Turning Information Technology Into A Powerful Force For Equality

Lately, it almost seems technology is tearing society apart, while exacerbating the gaps between rich and poor. Tech moguls aside, consider the recent acts of rage by some San Francisco residents against tech commuters. There is also no shortage of fear of technology and automation eliminating jobs, especially for low-skilled or blue-collar workers. Artificial intelligence is tainted by the biases of the white male programmers developing the algorithms.

Yet, all things considered, there are reasons to be optimistic that technology may also be a powerful force for equality. As has been amplified over the work-from-anywhere trend over the past year, people no longer have to leave their communities to pursue good job opportunities — this will help areas distressed by business closings. Likewise, technology is delivering education directly from the world’s most prominent institutions to students in the most remote corners of the globe, as well as those struggling to pay for quality education. Most hopefully, technology could reduce racism and sexism as advancement is based on results delivered. With technology services ubiquitous and widely available, there is immense opportunity for female-led and minority-led startups to flourish.

Similarly, technology can play a key role in achieving greater diversity, equity and inclusion within organizations where racism and sexism have blocked progress for people for decades. Technology can help break through these barriers, as explored in a recent report published by Deloitte, which notes that technology leaders need to take the lead in opening more opportunities for women and minorities. Technology leaders can “play a critical role as strategic partners by designing, developing, and executing tech-enabled solutions to address increasingly complex challenges. They can help identify areas that lack diversity or equity by reengineering the way data is collected, managed, analyzed, and reported.”

This starts at the way talent is identified and hired, through the management culture of organizations. Technology leaders can also “provide the technical expertise and strategic vision required to integrate solutions that span the workforce lifecycle, eventually embedding them into the organization’s technology stack and processes to drive diversity, equity and inclusion across the workplace.”

There are three areas where technology can make a difference:

Recruitment and advancement: “Tools can help identify, recruit, develop, and advance a more diverse talent pool. Identify and address biased language in job postings using natural language processing. Nudge recruiters at key points in the hiring process to increase awareness of potential bias using AI. Access pools of qualified, diverse candidates through candidate search platforms. Objectively identify optimal candidates for jobs or promotions using AI, machine learning, and automation.”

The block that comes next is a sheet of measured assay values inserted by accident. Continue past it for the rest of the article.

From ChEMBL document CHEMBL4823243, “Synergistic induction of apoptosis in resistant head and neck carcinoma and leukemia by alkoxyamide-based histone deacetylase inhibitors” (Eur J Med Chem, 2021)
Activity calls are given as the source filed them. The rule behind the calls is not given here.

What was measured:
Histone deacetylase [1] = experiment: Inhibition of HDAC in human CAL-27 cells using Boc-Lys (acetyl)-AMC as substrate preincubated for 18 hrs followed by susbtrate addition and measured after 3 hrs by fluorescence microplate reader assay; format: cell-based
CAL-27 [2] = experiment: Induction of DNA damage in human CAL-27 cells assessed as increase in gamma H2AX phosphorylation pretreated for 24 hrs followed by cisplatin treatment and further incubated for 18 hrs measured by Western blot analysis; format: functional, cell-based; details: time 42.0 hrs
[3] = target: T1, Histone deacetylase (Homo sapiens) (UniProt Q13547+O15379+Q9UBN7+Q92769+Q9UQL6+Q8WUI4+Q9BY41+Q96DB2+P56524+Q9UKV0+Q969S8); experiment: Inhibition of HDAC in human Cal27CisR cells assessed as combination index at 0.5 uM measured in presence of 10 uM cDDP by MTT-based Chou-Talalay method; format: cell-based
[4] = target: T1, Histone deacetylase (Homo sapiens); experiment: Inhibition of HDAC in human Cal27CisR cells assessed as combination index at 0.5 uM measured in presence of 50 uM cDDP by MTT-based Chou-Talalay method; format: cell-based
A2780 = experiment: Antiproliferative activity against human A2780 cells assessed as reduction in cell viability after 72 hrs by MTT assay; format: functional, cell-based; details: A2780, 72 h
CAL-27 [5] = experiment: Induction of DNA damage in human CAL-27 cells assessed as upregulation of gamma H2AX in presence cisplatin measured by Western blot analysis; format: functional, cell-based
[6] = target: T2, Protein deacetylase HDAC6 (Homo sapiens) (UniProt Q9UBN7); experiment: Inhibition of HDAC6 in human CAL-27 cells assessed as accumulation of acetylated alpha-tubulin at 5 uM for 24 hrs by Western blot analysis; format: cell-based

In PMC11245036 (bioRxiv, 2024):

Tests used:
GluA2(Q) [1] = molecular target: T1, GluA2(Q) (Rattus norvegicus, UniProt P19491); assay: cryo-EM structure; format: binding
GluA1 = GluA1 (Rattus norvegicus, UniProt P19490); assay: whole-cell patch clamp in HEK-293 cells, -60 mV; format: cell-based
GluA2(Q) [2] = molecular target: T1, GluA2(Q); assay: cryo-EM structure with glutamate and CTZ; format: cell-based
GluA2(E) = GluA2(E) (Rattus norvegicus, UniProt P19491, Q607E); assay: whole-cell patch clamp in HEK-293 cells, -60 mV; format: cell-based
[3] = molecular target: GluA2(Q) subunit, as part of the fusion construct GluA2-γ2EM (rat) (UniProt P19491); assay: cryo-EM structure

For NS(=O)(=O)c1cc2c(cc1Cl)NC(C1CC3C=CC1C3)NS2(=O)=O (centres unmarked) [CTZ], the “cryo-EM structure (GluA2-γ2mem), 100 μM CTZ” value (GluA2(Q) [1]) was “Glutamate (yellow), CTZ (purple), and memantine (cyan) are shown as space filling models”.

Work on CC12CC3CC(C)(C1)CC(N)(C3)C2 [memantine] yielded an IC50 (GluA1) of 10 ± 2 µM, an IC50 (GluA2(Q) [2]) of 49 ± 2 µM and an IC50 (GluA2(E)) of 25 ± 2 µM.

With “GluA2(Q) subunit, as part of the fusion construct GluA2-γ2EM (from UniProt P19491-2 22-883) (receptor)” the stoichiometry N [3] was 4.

Leadership and culture: “Tools can help leaders build inclusive cultures, including engagement and retention of diverse talent. Support efforts to build inclusion and belonging within work groups using organizational network analysis and community-building social platforms. Encourage more objective performance reviews using natural language processing and machine learning. Gain insight into behavior changes needed to develop inclusive leaders using behavioral assessment tools and learning platforms.”

Measurement and insights: “Data and analytics tools can be used to establish organizational baselines, measure progress, and deliver actionable insights. Monitor diversity, equity and inclusion KPIs, including compensation and advancement equity, using advanced analytics, data visualization, and interactive dashboards. Match people to diverse workplace opportunities and coaches using data insights. Predict which workers are likely to leave using predictive forecasting models to proactively intervene. Evaluate qualitative and quantitative outcomes of diversity, equity and inclusion efforts using advanced analytics.”

Of course, all the best technologies on the planet can’t eradicate racism and sexism alone. People need to fight these evils with empathy, education and meaningful action. As the Deloitte authors point out, “technology, used appropriately, can support human objectivity, consistency, and fairness, but it will work only when backed by ongoing leadership commitment to building a diverse workforce, equitable environment, and inclusive culture.” Time to step up, and provide opportunities for all.

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